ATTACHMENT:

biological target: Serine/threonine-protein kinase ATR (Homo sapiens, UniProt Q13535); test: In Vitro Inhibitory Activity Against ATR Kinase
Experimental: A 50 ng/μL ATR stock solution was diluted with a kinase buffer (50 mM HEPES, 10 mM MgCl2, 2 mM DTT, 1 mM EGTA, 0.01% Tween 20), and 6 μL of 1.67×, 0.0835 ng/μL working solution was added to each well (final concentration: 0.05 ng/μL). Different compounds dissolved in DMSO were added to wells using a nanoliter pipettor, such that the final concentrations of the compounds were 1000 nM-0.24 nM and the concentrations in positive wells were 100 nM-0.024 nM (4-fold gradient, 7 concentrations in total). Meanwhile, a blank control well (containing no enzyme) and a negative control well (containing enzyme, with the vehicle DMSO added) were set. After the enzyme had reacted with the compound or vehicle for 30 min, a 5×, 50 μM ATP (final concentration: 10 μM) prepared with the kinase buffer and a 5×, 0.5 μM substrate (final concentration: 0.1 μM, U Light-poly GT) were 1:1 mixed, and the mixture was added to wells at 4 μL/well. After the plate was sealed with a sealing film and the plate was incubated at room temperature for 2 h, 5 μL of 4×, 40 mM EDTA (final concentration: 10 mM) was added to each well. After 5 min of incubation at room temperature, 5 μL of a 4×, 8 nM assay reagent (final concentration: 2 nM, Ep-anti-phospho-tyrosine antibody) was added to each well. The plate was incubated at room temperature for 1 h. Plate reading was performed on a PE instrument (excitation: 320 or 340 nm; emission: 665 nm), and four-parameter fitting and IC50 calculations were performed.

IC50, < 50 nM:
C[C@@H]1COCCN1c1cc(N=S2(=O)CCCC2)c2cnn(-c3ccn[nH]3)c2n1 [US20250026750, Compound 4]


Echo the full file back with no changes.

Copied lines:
biological target: Serine/threonine-protein kinase ATR (Homo sapiens, UniProt Q13535); test: In Vitro Inhibitory Activity Against ATR Kinase
Experimental: A 50 ng/μL ATR stock solution was diluted with a kinase buffer (50 mM HEPES, 10 mM MgCl2, 2 mM DTT, 1 mM EGTA, 0.01% Tween 20), and 6 μL of 1.67×, 0.0835 ng/μL working solution was added to each well (final concentration: 0.05 ng/μL). Different compounds dissolved in DMSO were added to wells using a nanoliter pipettor, such that the final concentrations of the compounds were 1000 nM-0.24 nM and the concentrations in positive wells were 100 nM-0.024 nM (4-fold gradient, 7 concentrations in total). Meanwhile, a blank control well (containing no enzyme) and a negative control well (containing enzyme, with the vehicle DMSO added) were set. After the enzyme had reacted with the compound or vehicle for 30 min, a 5×, 50 μM ATP (final concentration: 10 μM) prepared with the kinase buffer and a 5×, 0.5 μM substrate (final concentration: 0.1 μM, U Light-poly GT) were 1:1 mixed, and the mixture was added to wells at 4 μL/well. After the plate was sealed with a sealing film and the plate was incubated at room temperature for 2 h, 5 μL of 4×, 40 mM EDTA (final concentration: 10 mM) was added to each well. After 5 min of incubation at room temperature, 5 μL of a 4×, 8 nM assay reagent (final concentration: 2 nM, Ep-anti-phospho-tyrosine antibody) was added to each well. The plate was incubated at room temperature for 1 h. Plate reading was performed on a PE instrument (excitation: 320 or 340 nm; emission: 665 nm), and four-parameter fitting and IC50 calculations were performed.

IC50, < 50 nM:
C[C@@H]1COCCN1c1cc(N=S2(=O)CCCC2)c2cnn(-c3ccn[nH]3)c2n1 [US20250026750, Compound 4]